Get yourself a set of measuring cups for homemade dog food, something like this is what I also use. For most of my homemade dog food recipes, I typically include serving sizes in the article. I generally recommend feeding the below amount:
1/2-3/4 of a cup of food for every 25 pounds of body weight
While this doesn't seem like a lot, you need to remember that well-balanced homemade dog food meal is much more nutrient-dense than most commercial diets.
When you make homemade dog food, ideally, you're using high-quality, whole food ingredients that are rich in protein and moderate in fat, carbohydrates and vitamins.
Commercial dog food brands, on the other hand, are processed and contain fillers that are only added to the recipe to make your pet feel like they've had enough to eat. Thankfully, homemade dog food does not include these types of ingredients (which is the reason you're making the switch in the first place).
This type of feeding is also better for your dog's digestive tract, their digestion and will reduce the amount of stool that a dog creates. It's a win for you and the dog.
The Importance of Balanced Homemade Recipes
Not all homemade dog food recipes will provide all of the nutrients that your dog needs, which is exactly what you need to work with an expert to figure out your individual dog's specific nutritional needs and how best to meet those needs.
In a recent study, researchers tested 200 homemade dog food recipes, many of which were written by veterinarians, and found that only 9 of them provided all of the essential nutrients in the right concentrations to meet the minimum standards set for dogs by the Association of American Feed Control Officials (AAFCO). Only 5 of the recipes provided the essential nutrients in the right concentrations to meet the National Research Council’s (NRC) minimum requirements for adult dogs.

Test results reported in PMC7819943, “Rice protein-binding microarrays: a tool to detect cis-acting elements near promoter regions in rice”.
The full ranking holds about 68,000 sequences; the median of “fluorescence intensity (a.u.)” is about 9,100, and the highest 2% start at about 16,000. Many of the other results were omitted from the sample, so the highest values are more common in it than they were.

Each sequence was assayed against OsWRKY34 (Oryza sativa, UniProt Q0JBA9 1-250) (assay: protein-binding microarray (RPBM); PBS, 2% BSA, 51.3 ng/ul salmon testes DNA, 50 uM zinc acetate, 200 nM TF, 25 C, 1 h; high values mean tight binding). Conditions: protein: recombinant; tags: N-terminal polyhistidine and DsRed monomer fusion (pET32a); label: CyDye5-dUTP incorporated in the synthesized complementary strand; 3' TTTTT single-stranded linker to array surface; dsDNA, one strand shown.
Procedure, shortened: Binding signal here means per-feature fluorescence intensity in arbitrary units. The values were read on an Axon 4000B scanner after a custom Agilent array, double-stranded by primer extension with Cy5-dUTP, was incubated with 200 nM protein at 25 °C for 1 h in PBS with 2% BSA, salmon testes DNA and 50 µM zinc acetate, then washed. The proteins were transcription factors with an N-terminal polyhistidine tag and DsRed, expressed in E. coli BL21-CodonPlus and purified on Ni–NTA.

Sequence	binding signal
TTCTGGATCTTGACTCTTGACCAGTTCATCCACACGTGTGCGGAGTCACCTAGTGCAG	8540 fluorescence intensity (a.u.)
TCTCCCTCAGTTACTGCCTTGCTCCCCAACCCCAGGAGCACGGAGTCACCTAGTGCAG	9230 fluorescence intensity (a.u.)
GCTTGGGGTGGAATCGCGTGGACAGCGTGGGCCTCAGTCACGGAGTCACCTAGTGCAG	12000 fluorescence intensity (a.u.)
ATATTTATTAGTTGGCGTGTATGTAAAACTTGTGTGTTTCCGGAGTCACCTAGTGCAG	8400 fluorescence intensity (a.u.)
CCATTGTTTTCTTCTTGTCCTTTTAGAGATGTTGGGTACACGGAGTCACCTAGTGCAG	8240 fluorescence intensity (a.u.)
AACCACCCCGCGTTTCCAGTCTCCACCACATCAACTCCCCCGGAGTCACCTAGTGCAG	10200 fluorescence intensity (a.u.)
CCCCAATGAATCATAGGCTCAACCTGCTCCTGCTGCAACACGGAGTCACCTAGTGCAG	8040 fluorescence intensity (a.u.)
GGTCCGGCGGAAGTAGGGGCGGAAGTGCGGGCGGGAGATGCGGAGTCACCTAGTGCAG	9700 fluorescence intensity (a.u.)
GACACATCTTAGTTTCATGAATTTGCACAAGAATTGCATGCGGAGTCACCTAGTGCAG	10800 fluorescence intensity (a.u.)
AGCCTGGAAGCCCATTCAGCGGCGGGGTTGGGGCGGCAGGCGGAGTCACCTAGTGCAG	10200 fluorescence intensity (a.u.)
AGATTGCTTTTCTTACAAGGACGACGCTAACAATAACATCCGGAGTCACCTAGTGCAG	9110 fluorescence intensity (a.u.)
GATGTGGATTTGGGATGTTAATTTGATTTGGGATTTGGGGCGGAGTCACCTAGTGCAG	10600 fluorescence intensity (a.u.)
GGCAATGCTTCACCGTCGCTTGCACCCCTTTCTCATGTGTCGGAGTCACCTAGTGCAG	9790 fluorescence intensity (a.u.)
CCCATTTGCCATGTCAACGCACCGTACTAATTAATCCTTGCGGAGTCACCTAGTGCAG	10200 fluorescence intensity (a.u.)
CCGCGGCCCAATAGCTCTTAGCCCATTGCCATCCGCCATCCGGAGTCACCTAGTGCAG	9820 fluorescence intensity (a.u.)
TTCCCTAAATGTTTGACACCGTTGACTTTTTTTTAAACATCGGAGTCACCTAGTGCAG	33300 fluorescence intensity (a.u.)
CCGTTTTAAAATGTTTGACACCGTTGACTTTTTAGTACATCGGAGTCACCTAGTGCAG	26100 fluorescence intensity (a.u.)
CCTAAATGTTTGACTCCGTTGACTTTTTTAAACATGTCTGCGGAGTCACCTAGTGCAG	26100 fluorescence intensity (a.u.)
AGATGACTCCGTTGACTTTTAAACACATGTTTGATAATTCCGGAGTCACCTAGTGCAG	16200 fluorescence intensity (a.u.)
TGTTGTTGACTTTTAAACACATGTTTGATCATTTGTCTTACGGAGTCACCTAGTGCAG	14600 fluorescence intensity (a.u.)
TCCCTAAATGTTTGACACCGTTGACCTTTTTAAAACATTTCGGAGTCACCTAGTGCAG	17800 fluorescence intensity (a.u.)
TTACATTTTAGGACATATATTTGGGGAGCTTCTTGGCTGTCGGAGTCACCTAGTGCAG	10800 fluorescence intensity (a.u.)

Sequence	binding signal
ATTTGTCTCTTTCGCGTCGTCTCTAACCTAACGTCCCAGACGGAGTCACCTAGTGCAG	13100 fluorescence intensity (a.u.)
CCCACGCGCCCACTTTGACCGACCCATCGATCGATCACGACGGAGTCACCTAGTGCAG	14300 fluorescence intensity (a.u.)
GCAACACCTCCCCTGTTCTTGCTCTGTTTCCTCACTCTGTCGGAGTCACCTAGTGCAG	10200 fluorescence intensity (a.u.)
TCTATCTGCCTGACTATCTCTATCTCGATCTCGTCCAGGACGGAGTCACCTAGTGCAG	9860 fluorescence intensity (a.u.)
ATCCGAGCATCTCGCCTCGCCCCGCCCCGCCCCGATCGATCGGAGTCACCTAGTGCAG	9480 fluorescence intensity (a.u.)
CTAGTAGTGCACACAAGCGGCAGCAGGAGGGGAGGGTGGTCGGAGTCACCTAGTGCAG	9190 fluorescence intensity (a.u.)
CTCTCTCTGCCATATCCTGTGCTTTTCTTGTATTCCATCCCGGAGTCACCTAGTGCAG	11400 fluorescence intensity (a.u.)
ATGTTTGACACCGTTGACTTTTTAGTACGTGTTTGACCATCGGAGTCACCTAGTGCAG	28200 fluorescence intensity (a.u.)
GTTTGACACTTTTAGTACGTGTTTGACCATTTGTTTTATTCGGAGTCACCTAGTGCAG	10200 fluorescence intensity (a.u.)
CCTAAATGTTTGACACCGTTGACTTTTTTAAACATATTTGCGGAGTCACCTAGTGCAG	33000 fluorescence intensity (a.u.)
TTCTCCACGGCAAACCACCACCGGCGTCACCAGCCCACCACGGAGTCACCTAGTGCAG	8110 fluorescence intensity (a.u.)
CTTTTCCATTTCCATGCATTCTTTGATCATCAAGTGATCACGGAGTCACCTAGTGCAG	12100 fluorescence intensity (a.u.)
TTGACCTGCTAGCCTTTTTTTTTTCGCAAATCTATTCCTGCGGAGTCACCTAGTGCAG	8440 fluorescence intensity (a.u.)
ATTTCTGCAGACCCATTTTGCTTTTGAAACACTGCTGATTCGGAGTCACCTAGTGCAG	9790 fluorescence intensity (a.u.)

This doesn't mean that recipes are bad – most of them can hardly reach those nutritional needs without adding too many calories. What it means is that you need to add supplements to your homemade dog food meals to make them balanced. Some of those will be chosen specifically for a dog's breed or health condition. For example, if your pet is predisposed to hip and joint issues, you may need to include a joint supplement.
Most common supplements recommended to add to homemade dog food recipes include multivitamin supplements, hip and joint supplements, omega-3 fatty acids (fish oil), Vitamin A & E, calcium and extra protein supplements. These will vary depending on your dog's condition. Some general multivitamins and fish oils will be good for all dogs, but you still need to consult your vet about this. Some good examples include the below:
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All of this shouldn't discourage you from making homemade dog food, but hopefully it shows you you will need to put in a little more work (at least in the beginning stages) than simply pouring kibble into your pet's bowl.
To wrap this up: although I did give my recommendation for a serving size for most homemade dog food diets in this article and my tips on how much homemade dog food to feed a dog, I cannot stress enough the importance of working with a veterinarian or canine nutritionist. This is the only way that you can be absolutely sure you're feeding your pet an appropriate diet.